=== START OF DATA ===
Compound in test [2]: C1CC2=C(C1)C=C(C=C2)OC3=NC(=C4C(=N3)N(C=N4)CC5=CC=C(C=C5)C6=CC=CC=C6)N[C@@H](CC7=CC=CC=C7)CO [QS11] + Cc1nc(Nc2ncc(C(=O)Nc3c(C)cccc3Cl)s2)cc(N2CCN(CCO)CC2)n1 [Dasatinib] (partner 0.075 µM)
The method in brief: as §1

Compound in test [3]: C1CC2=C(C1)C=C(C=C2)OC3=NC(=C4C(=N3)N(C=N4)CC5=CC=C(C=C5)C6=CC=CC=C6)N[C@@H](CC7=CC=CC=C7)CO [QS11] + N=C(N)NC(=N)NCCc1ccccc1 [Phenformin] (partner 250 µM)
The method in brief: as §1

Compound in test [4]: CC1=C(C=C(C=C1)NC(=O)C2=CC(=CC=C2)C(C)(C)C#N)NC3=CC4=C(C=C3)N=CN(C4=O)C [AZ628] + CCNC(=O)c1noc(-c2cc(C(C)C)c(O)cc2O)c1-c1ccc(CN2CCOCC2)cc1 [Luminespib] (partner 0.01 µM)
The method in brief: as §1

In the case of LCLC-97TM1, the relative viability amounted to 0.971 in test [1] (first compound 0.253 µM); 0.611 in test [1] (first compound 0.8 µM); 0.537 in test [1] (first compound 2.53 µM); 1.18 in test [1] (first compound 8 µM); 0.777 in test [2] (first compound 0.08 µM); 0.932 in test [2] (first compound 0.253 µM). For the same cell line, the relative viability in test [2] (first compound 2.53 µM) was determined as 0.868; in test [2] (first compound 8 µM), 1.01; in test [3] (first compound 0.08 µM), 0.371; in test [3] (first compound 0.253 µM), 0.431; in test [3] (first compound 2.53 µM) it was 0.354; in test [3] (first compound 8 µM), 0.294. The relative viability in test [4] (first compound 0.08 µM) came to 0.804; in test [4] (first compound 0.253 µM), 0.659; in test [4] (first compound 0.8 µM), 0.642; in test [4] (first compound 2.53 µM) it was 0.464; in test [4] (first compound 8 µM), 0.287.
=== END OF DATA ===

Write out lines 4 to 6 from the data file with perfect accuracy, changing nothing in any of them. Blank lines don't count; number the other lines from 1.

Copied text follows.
The method in brief: as §1

Compound in test [4]: CC1=C(C=C(C=C1)NC(=O)C2=CC(=CC=C2)C(C)(C)C#N)NC3=CC4=C(C=C3)N=CN(C4=O)C [AZ628] + CCNC(=O)c1noc(-c2cc(C(C)C)c(O)cc2O)c1-c1ccc(CN2CCOCC2)cc1 [Luminespib] (partner 0.01 µM)
The method in brief: as §1